Re-enacting history at Fort Atkinson

Fort Atkinson
Checking out re-enactment at Fort Atkinson


Looking for something to do over the weekend created an opportunity we may not have jumped at before. I read a guest editorial in the local paper about dedicating a memorial to the dead at the Fort Atkinson state recreation area in Fort Calhoun, a few miles north of Omaha. The ceremony was to honor the estimated 200 soldiers and civilians buried in unmarked graves in the fort’s area.

Fort Atkinson
“Lt. Baker” reviews soldiers in formation

Upon further research, I learned it was a living history weekend at the fort. People would dress as soldiers and civilians from the early 1800s – when the fort was in operation. The “actors” dressed and acted as real and fictional people from the era. The weekend also had a flag dedication ceremony. Local business people and civic groups raised money to build an authentic (wooden) flag pole that would realistically resemble the flag pole that sat in the fort originally.

Fort Atkinson
The new flag pole

Fort Atkinson was the westernmost fort in the United States during its heyday, 1820-27. It was located near where the Lewis and Clark expedition met with local Native American tribal leaders in what they dubbed “a council bluff.” Thus, Council Bluffs, Iowa, allegedly got its name from that meeting.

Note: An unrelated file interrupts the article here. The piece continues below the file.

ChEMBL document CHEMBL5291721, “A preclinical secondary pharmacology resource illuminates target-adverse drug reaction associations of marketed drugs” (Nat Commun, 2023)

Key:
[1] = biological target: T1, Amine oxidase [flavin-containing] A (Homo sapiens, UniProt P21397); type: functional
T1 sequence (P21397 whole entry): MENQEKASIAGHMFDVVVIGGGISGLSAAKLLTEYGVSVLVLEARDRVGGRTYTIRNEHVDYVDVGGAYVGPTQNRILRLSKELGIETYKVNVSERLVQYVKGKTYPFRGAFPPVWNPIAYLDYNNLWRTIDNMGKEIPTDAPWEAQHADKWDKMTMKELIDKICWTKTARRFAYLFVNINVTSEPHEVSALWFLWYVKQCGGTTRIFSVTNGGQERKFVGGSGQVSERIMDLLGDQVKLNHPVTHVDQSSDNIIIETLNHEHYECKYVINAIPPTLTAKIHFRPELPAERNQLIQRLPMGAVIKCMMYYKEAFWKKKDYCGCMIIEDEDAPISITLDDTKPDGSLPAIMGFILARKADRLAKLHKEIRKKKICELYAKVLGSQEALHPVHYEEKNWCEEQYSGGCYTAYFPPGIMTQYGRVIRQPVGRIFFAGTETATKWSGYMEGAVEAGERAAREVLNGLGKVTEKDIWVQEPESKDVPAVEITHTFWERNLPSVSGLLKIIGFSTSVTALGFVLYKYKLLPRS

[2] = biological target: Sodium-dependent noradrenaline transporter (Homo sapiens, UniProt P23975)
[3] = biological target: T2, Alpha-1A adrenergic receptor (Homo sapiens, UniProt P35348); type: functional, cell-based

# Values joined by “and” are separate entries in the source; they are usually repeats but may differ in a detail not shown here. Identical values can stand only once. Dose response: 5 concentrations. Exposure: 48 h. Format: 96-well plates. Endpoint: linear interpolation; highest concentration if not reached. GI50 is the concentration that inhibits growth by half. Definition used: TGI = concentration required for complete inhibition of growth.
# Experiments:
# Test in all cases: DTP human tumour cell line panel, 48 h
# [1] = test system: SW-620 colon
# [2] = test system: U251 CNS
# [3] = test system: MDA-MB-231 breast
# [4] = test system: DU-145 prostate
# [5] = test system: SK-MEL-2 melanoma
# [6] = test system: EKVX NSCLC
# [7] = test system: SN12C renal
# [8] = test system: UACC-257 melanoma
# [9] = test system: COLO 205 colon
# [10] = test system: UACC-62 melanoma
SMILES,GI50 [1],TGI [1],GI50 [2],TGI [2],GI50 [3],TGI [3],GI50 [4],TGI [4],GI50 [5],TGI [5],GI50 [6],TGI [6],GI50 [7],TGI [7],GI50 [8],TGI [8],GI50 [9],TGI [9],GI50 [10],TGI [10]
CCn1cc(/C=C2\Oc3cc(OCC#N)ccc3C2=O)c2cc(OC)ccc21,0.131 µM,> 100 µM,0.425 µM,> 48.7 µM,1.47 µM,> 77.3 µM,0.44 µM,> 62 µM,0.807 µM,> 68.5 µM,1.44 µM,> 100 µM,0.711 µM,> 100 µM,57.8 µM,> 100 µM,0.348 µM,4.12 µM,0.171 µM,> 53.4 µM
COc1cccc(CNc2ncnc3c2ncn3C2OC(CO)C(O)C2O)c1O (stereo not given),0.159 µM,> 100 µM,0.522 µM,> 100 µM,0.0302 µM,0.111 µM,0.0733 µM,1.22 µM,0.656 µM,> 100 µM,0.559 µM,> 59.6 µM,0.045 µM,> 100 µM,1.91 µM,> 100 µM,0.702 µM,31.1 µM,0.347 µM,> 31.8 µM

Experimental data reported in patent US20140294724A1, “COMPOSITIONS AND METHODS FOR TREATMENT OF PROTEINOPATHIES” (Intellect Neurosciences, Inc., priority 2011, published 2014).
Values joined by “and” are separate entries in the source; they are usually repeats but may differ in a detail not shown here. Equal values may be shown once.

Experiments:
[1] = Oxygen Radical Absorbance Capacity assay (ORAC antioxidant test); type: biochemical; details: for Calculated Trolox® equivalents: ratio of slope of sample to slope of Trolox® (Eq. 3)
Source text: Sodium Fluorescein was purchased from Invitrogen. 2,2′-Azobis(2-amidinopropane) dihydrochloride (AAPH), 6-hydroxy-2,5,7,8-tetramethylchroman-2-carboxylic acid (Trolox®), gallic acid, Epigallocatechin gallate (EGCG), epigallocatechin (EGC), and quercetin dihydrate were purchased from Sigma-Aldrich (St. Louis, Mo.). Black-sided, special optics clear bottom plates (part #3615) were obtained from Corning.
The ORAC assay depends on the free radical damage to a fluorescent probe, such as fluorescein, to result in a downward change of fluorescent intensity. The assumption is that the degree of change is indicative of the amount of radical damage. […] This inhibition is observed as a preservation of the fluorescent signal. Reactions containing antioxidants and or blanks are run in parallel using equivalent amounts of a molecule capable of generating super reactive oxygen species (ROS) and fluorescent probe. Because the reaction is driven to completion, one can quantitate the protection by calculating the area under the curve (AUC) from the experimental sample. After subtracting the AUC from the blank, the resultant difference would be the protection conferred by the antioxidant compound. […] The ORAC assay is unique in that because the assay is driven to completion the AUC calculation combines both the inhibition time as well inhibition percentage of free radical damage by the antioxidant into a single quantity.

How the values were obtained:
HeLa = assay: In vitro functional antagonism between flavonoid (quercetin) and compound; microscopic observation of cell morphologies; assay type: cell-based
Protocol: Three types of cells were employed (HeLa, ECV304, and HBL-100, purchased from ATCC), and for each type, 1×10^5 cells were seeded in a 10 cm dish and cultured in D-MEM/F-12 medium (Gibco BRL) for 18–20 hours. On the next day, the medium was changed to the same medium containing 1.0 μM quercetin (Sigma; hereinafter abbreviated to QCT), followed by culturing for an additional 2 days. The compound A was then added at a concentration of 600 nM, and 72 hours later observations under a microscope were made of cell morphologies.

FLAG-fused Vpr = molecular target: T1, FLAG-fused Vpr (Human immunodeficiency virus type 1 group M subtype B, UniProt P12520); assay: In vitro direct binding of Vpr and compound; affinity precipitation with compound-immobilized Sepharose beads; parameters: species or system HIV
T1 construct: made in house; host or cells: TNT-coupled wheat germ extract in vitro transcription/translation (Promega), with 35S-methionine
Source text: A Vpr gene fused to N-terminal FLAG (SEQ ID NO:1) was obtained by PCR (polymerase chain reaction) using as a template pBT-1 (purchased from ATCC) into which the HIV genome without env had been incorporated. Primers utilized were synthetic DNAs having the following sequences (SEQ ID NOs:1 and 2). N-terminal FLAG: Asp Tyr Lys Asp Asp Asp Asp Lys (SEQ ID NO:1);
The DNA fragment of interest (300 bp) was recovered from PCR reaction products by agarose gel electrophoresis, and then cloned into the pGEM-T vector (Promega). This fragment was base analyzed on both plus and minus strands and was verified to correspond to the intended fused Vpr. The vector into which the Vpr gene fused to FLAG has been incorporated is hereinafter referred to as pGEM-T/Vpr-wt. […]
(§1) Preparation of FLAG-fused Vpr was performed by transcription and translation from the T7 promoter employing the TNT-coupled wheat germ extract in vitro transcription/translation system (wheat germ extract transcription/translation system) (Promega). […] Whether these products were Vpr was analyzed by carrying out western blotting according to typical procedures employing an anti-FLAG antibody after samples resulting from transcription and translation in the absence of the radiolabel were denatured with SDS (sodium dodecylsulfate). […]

The living history re-enactment was interesting. To see people go to great lengths to ensure period accuracy has to be appreciated. Too many people enjoy revisionist history these days.

The flag pole dedication ceremony was interesting in its own right. The actors stayed in character, while introducing “modern-day” people – civic and government speakers. The daughter of Mrs. Nebraska sang the national anthem.

The flag pole itself is made of wood. It’s painted white. The flag that flies atop the fort has 24 stars – the number of states in the Union at the time the fort was in operation. The flag supposedly can be seen for miles.

Following the flag pole ceremony, an actor portraying a town crier read the Declaration of Independence in its entirety, just like in 1776. It was educational.

Fort Atkinson
The town crier

Following the reading, Lisa and I took a stroll down a path to the spot of the Lewis and Clark/Native leaders council. A sculpture consisting of an arrow and pipe sit at the spot where the explorers and tribal leaders talked.

Fort Atkinson
The sculpture at the site of the “Council Bluff.”

We did not stay for the dedication of the memorial. We had a family commitment. But, we did have an enjoyable and educational time.

Fort Atkinson
Drummer at Fort Atkinson re-enactment

So, if you get the chance, I suggest taking in a living history event. You never know what you’ll learn or find entertaining.

Fort Atkinson
Fort Atkinson in Fort Calhoun, NE